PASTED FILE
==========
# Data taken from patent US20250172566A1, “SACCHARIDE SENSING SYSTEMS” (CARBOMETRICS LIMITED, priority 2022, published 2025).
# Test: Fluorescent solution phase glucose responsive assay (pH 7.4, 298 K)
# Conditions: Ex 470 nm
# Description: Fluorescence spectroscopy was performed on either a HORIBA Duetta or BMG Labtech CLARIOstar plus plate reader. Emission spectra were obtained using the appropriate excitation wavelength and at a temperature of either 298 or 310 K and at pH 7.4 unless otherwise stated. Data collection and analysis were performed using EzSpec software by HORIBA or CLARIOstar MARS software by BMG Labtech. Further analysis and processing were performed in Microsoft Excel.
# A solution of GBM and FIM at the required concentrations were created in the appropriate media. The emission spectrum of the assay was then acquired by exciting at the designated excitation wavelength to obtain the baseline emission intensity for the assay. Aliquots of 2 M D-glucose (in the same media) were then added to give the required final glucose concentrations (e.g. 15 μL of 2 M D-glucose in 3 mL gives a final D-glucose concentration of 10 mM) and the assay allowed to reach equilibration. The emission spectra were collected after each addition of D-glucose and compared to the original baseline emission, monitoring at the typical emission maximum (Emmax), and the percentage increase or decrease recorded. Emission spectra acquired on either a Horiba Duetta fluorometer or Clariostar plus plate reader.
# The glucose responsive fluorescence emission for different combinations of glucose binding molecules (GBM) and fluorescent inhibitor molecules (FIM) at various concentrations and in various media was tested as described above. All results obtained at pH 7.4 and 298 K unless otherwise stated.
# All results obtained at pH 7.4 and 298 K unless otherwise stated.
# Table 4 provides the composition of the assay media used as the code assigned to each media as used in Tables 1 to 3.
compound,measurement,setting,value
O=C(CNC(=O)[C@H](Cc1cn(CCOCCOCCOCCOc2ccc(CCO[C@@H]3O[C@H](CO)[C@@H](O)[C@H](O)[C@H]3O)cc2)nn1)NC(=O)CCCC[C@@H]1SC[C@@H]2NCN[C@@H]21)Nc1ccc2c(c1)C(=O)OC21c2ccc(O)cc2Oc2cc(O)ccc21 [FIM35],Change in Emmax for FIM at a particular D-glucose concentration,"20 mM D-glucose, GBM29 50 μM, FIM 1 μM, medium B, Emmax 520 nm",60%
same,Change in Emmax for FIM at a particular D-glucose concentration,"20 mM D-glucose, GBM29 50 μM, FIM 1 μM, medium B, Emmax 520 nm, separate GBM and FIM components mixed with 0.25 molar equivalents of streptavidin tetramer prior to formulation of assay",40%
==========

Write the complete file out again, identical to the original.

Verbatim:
# Data taken from patent US20250172566A1, “SACCHARIDE SENSING SYSTEMS” (CARBOMETRICS LIMITED, priority 2022, published 2025).
# Test: Fluorescent solution phase glucose responsive assay (pH 7.4, 298 K)
# Conditions: Ex 470 nm
# Description: Fluorescence spectroscopy was performed on either a HORIBA Duetta or BMG Labtech CLARIOstar plus plate reader. Emission spectra were obtained using the appropriate excitation wavelength and at a temperature of either 298 or 310 K and at pH 7.4 unless otherwise stated. Data collection and analysis were performed using EzSpec software by HORIBA or CLARIOstar MARS software by BMG Labtech. Further analysis and processing were performed in Microsoft Excel.
# A solution of GBM and FIM at the required concentrations were created in the appropriate media. The emission spectrum of the assay was then acquired by exciting at the designated excitation wavelength to obtain the baseline emission intensity for the assay. Aliquots of 2 M D-glucose (in the same media) were then added to give the required final glucose concentrations (e.g. 15 μL of 2 M D-glucose in 3 mL gives a final D-glucose concentration of 10 mM) and the assay allowed to reach equilibration. The emission spectra were collected after each addition of D-glucose and compared to the original baseline emission, monitoring at the typical emission maximum (Emmax), and the percentage increase or decrease recorded. Emission spectra acquired on either a Horiba Duetta fluorometer or Clariostar plus plate reader.
# The glucose responsive fluorescence emission for different combinations of glucose binding molecules (GBM) and fluorescent inhibitor molecules (FIM) at various concentrations and in various media was tested as described above. All results obtained at pH 7.4 and 298 K unless otherwise stated.
# All results obtained at pH 7.4 and 298 K unless otherwise stated.
# Table 4 provides the composition of the assay media used as the code assigned to each media as used in Tables 1 to 3.
compound,measurement,setting,value
O=C(CNC(=O)[C@H](Cc1cn(CCOCCOCCOCCOc2ccc(CCO[C@@H]3O[C@H](CO)[C@@H](O)[C@H](O)[C@H]3O)cc2)nn1)NC(=O)CCCC[C@@H]1SC[C@@H]2NCN[C@@H]21)Nc1ccc2c(c1)C(=O)OC21c2ccc(O)cc2Oc2cc(O)ccc21 [FIM35],Change in Emmax for FIM at a particular D-glucose concentration,"20 mM D-glucose, GBM29 50 μM, FIM 1 μM, medium B, Emmax 520 nm",60%
same,Change in Emmax for FIM at a particular D-glucose concentration,"20 mM D-glucose, GBM29 50 μM, FIM 1 μM, medium B, Emmax 520 nm, separate GBM and FIM components mixed with 0.25 molar equivalents of streptavidin tetramer prior to formulation of assay",40%